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Games Children Play

 

Disciplines > Game Design > Games Children Play

Boys | Girls | Discussion | See also

 

How do children play games? What games suit children?

Children

Children at different ages prefer different types of game depending largely on their ability to understand and to work out the best things to do to succeed within the game.

Types of games children enjoy include:

As children develop, gender stereotyping has a strong influence as boys play with boys' games and girls with girls' games. Parents support this when they buy gender-based presents and encourage them into gender-based sports. Schools likewise continue this differentiation when they separate boys and girls and guide them into gender-based games.

Boys

Boys will turn into men and are programmed to learn and practice the actions that men would take in ancient times, including fighting, hunting and competing for tribal position.

Boys fall more easily into competitive games like football, marbles and physical games where they can expend their energy and show off their developing strength. Weaker and smarter boys may prefer intellectual games to exercise and show off their mental skills. Boys often like construction games, perhaps in preparation for a later life as a practical home-builder.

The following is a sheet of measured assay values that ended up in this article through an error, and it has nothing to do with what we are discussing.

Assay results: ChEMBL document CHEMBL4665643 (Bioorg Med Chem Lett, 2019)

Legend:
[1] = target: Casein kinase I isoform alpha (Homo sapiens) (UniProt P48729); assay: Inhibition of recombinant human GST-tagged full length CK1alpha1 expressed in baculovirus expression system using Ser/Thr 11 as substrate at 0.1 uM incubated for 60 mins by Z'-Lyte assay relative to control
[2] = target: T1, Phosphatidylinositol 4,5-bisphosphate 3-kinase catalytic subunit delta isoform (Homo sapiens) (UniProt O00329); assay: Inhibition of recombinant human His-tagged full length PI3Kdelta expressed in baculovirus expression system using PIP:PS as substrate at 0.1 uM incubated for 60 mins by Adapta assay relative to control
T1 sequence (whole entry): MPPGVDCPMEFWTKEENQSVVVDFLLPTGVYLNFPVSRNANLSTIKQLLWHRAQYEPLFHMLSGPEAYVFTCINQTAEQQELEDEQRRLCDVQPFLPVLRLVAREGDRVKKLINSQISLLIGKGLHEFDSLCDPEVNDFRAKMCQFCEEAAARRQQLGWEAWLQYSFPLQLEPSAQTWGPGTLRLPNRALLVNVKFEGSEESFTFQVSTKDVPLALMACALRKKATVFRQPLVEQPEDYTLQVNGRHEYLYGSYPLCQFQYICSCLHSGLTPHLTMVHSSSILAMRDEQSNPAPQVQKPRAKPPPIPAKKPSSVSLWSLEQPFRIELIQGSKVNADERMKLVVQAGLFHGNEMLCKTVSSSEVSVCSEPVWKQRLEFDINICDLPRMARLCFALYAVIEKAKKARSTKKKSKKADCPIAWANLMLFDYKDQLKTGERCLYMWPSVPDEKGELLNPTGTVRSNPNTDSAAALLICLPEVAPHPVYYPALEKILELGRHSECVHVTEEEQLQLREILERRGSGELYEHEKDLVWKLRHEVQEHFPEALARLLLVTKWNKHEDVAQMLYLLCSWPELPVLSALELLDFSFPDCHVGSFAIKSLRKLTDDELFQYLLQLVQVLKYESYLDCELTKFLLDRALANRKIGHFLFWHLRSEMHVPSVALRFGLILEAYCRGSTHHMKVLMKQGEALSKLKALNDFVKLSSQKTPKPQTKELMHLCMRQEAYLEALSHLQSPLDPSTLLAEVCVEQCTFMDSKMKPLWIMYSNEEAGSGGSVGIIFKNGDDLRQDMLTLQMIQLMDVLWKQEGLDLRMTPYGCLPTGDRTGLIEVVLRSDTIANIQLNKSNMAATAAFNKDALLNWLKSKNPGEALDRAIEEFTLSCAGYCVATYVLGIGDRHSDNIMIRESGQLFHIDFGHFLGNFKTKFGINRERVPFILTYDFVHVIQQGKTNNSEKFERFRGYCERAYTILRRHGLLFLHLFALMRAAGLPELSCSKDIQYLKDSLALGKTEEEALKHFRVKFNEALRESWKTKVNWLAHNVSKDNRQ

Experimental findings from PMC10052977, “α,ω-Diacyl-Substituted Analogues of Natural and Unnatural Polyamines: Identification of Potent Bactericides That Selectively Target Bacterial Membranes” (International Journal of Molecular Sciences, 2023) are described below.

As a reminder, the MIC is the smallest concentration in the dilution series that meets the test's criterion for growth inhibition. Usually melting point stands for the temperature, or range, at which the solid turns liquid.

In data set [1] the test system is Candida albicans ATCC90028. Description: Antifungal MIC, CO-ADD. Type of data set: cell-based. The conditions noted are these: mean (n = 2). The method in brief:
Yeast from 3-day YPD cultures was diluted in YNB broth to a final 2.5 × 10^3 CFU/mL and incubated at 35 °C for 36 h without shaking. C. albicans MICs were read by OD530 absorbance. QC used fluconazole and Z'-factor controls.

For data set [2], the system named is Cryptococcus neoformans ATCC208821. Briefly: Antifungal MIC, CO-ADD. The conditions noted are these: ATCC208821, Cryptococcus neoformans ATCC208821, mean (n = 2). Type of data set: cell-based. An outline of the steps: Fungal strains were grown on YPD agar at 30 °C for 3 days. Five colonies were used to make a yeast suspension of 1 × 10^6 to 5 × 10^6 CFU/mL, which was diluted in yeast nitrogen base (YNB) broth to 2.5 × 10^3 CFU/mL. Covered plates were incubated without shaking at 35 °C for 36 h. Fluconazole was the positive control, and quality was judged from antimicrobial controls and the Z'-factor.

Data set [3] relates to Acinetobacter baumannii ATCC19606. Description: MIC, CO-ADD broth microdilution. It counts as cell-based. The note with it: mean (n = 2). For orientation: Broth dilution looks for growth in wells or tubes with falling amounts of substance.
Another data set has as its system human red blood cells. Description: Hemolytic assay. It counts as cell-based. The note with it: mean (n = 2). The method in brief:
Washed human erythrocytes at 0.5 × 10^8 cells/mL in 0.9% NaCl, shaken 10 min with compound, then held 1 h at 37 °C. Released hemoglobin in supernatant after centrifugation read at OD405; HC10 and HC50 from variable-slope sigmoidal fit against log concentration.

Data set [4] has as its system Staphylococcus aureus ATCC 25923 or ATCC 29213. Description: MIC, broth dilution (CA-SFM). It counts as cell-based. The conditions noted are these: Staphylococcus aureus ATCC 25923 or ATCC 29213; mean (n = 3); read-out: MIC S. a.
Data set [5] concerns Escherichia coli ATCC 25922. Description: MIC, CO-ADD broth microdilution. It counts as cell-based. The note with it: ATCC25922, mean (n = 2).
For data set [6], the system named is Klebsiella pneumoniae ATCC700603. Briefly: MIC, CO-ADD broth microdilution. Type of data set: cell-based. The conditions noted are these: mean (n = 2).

Girls

Traditional girls games like skipping and hopscotch are less competitive and more social in nature.

This is not to say that girls are not competitive and boys are anti-social. On average, however, boys tend far more to competition and girls to relationships, which is certainly understandable from evolutionary perspective.

Girls are more likely to prefer simulation and role-playing games, where they can develop and use their social skills. They will often prefer dexterity games to physical games.

While girls and boys both play team games, girls are likely to find the social aspects more significant to the boys, who may take a more tribal and competitive approach.

Discussion

There was an experiment done once where a couple of young boys were put in a room with a number of toys. They happily played, but spoke little, and when they did it was about the things they were building or playing with. For boys, games are ways to compete and build male skills.

When the experiment was repeated with young girls, they talked a lot, often about other people. They used the toys more as social facilitation devices more than simple play objects. For girls, games are often a way of relating to others.

Game designers should take account of the principles outlined above, for example by adding social elements to games for girls and competitive or constructive elements for boys. In particular, evolutionary thinking can be very helpful as this is at the root of much play.

See also

What Men Like In Games, What Women Like In Games

 

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